Mark’s story is one that’s still in progress, but through using lean principles, he’s minimising his risk and maximising clarity about what is really right for him. 

Get started

So how can you apply the lean career change principles to your shift?

If you’re searching for your ‘what’:

  1. Start a Shift Project. If you’re in a day job, find something you can do in your free time. Make it small. Make it fun. Don’t know what project to start on? Choose something that interests you. The trick is to choose something, even if you’re not convinced it’s the right thing. Just begin.
  2. Go through the Build - Measure - Learn feedback loop. Keep your Shift Projects time- and cost-effective. Expect your pivots to be large initially. Repeat the feedback loop as fast as you can.
  3. Narrow down to one idea that you can take forward – or if you want to have a portfolio career, two or three ideas.

If you’re searching for your ‘how’:

  1. Create a Shift Project around whatever it is you want to do. Keep it small. Keep it simple.
  2. Go through the Build - Measure - Learn feedback loop. Use your Shift Projects to build your experience in your field, make new connections and get clarity about how you’re actually going to make your shift. Appreciate that you may need to take intermediary steps – and test these too.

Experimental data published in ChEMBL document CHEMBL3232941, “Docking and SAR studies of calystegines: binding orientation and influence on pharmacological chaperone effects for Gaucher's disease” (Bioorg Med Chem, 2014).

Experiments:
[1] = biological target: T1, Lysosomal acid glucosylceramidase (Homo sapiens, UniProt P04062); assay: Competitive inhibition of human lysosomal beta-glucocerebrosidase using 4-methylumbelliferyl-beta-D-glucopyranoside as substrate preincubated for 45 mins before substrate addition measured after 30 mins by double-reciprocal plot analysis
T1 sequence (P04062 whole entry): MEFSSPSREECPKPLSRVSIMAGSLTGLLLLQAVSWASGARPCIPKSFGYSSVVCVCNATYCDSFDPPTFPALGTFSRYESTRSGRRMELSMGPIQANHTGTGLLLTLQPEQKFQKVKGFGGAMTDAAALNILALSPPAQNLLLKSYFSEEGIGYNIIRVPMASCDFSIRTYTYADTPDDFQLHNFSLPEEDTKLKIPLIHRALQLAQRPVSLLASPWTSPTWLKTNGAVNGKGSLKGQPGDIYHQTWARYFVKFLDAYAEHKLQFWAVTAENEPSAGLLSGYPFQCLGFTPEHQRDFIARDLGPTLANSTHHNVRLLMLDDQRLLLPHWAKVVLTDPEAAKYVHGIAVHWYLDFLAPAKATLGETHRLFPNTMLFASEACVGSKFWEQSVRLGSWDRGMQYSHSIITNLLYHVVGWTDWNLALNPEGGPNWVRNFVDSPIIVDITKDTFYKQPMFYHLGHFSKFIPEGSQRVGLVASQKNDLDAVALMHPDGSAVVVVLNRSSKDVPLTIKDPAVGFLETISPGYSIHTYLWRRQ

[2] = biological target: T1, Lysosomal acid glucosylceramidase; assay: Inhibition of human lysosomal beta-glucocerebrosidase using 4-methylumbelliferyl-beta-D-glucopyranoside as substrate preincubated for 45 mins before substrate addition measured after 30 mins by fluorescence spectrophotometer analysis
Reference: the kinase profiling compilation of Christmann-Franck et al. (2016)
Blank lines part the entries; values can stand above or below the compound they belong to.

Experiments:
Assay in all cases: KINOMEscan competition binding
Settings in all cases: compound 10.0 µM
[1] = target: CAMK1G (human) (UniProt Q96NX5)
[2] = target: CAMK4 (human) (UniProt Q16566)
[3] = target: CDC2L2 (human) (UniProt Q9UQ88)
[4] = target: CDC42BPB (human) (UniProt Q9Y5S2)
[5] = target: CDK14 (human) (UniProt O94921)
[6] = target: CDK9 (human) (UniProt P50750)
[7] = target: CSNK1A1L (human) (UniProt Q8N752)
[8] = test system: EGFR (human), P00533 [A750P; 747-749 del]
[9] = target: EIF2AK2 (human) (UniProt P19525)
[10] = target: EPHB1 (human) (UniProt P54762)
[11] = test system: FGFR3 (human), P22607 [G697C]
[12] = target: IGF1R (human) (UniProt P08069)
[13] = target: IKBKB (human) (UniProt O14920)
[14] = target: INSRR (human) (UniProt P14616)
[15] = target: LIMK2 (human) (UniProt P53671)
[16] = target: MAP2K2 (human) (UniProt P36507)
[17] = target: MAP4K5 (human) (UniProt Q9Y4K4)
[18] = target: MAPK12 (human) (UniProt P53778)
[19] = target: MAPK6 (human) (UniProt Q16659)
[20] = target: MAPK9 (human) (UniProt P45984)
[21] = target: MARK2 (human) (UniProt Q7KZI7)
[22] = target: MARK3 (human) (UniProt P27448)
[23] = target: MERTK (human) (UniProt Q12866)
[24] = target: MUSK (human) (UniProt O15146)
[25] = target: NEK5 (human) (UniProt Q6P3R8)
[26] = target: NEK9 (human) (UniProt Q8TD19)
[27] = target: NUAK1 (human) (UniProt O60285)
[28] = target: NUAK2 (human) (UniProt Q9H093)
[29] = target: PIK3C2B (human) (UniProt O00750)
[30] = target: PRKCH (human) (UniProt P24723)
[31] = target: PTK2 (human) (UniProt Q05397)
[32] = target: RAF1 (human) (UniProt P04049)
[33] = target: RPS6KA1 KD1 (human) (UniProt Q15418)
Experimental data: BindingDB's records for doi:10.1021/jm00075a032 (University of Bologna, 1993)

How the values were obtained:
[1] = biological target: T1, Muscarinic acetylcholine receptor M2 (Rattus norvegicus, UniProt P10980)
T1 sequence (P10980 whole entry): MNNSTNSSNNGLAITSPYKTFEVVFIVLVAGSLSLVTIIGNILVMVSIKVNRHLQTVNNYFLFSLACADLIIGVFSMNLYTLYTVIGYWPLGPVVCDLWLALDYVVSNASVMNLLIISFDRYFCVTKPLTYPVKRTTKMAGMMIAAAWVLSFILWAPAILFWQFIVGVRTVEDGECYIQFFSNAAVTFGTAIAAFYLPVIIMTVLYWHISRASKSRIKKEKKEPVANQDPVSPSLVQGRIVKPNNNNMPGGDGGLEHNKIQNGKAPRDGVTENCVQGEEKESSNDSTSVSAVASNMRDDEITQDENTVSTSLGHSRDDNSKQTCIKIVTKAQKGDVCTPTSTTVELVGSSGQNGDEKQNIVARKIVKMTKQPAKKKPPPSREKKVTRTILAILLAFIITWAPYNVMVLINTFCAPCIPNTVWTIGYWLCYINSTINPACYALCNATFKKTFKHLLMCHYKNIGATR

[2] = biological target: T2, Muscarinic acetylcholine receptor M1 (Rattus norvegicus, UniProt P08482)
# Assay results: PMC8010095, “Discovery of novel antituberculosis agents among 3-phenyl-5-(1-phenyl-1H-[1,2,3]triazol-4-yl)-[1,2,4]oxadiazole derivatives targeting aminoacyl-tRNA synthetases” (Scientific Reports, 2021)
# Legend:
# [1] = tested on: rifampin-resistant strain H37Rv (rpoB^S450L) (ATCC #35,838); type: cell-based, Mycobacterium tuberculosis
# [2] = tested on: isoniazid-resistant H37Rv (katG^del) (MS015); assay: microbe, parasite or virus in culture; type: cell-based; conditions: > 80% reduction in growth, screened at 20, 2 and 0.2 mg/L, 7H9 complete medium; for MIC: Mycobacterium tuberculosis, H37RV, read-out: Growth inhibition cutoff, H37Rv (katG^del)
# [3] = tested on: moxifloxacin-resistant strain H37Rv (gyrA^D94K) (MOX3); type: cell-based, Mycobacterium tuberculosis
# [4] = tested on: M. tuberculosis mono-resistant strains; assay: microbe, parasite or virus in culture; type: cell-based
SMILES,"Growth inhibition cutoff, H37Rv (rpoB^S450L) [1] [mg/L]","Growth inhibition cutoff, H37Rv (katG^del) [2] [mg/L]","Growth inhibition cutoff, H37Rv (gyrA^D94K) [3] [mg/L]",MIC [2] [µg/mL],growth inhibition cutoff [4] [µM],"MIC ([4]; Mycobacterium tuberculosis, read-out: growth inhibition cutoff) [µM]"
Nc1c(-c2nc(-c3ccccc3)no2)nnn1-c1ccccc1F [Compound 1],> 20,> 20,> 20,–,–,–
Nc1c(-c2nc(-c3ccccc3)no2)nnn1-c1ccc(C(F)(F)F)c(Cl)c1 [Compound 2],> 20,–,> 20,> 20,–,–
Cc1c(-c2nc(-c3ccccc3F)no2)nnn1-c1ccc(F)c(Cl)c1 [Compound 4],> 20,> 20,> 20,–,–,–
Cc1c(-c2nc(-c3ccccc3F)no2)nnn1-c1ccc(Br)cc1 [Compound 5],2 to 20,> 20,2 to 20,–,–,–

3. Once you’ve validated your route, start down it

In both cases, if you want to move faster, speed up your build-measure-learn feedback loop.

Finally, don’t do it alone.

Put a support team around you: it’s going to be one of your greatest accelerators. Our Career Change Launch Pad does exactly this. Or work with a coach. Or build your own team. What’s important is you have people to support you and keep you accountable on your journey.

How can you use the lean career change methodology in your shift? What Shift Project can you start on? Leave a comment below.

Richard's picture

Richard Alderson is the founder of Careershifters. Disillusioned with corporate life, Richard quit his job in search of something more meaningful. He's since gone on to found / co-found multiple social businesses in India and the UK.